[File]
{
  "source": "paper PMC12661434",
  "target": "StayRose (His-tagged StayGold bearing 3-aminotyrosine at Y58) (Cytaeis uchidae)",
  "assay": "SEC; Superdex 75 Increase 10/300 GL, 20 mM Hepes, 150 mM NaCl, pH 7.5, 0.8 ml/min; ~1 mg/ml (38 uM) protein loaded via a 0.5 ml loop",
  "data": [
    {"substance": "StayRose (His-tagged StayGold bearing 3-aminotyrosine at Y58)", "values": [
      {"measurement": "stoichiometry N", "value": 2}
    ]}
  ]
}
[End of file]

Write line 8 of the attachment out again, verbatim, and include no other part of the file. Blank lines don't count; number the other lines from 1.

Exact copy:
    ]}